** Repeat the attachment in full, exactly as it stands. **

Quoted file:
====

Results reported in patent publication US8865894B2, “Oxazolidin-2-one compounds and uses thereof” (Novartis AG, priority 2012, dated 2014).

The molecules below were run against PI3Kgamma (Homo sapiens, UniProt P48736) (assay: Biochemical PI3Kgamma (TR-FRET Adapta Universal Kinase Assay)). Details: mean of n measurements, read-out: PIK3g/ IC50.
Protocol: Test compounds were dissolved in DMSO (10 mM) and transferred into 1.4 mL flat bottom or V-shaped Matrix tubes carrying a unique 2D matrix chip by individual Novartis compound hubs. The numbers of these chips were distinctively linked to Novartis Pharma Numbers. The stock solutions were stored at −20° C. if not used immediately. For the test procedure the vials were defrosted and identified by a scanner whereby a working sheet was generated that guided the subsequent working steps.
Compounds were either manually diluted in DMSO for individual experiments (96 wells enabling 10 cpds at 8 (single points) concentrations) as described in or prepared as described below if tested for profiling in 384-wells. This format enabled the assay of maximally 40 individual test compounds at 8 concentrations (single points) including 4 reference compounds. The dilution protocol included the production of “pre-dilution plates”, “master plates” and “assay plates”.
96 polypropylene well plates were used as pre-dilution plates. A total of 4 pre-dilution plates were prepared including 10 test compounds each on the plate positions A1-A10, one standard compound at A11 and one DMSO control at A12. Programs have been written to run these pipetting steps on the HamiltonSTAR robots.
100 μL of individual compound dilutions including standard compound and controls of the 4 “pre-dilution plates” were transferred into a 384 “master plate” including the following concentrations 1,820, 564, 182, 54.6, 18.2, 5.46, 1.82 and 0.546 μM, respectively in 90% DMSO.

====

Results reported in patent publication US8865894B2, “Oxazolidin-2-one compounds and uses thereof” (Novartis AG, priority 2012, dated 2014).

The molecules below were run against PI3Kgamma (Homo sapiens, UniProt P48736) (assay: Biochemical PI3Kgamma (TR-FRET Adapta Universal Kinase Assay)). Details: mean of n measurements, read-out: PIK3g/ IC50.
Protocol: Test compounds were dissolved in DMSO (10 mM) and transferred into 1.4 mL flat bottom or V-shaped Matrix tubes carrying a unique 2D matrix chip by individual Novartis compound hubs. The numbers of these chips were distinctively linked to Novartis Pharma Numbers. The stock solutions were stored at −20° C. if not used immediately. For the test procedure the vials were defrosted and identified by a scanner whereby a working sheet was generated that guided the subsequent working steps.
Compounds were either manually diluted in DMSO for individual experiments (96 wells enabling 10 cpds at 8 (single points) concentrations) as described in or prepared as described below if tested for profiling in 384-wells. This format enabled the assay of maximally 40 individual test compounds at 8 concentrations (single points) including 4 reference compounds. The dilution protocol included the production of “pre-dilution plates”, “master plates” and “assay plates”.
96 polypropylene well plates were used as pre-dilution plates. A total of 4 pre-dilution plates were prepared including 10 test compounds each on the plate positions A1-A10, one standard compound at A11 and one DMSO control at A12. Programs have been written to run these pipetting steps on the HamiltonSTAR robots.
100 μL of individual compound dilutions including standard compound and controls of the 4 “pre-dilution plates” were transferred into a 384 “master plate” including the following concentrations 1,820, 564, 182, 54.6, 18.2, 5.46, 1.82 and 0.546 μM, respectively in 90% DMSO.